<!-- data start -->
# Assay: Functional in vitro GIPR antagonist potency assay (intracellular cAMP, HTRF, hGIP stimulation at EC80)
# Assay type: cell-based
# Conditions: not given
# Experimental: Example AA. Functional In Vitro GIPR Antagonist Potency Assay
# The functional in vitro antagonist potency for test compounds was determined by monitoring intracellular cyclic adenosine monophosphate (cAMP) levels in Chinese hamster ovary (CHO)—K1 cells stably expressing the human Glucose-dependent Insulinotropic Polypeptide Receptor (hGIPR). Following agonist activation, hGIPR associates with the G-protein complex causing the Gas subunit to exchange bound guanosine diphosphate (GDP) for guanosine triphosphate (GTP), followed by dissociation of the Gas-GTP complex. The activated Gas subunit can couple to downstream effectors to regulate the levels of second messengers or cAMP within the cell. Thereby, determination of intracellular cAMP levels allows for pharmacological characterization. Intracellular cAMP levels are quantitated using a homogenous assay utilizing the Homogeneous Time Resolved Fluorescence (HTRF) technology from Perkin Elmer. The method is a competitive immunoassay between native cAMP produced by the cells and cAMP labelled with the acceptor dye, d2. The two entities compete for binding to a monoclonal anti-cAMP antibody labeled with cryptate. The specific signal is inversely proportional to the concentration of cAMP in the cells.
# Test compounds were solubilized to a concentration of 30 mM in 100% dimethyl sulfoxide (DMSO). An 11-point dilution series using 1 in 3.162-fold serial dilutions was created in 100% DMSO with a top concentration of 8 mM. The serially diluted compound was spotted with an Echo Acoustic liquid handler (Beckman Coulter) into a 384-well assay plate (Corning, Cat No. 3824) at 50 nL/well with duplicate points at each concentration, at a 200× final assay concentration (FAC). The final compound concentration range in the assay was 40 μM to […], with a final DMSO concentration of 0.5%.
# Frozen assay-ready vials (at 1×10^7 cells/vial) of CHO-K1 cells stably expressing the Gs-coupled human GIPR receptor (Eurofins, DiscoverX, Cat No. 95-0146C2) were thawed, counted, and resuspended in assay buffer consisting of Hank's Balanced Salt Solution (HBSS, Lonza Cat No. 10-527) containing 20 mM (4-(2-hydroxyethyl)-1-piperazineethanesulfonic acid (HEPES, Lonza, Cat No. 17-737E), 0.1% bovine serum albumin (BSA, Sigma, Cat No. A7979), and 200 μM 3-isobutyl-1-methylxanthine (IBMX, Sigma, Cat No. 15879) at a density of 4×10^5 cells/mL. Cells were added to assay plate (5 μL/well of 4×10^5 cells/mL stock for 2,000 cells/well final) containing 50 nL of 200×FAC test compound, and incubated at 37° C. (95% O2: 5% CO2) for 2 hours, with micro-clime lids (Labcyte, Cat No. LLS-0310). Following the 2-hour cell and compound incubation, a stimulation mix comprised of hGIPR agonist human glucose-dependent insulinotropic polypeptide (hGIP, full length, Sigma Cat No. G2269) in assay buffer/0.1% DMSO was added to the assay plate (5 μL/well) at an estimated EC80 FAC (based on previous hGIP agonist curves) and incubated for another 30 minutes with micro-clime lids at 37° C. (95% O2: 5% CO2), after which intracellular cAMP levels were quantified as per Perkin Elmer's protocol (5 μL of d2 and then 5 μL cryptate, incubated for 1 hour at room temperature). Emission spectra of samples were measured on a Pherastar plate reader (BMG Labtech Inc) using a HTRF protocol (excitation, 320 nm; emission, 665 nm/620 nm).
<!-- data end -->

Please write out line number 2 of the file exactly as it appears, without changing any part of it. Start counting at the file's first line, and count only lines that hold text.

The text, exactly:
# Assay type: cell-based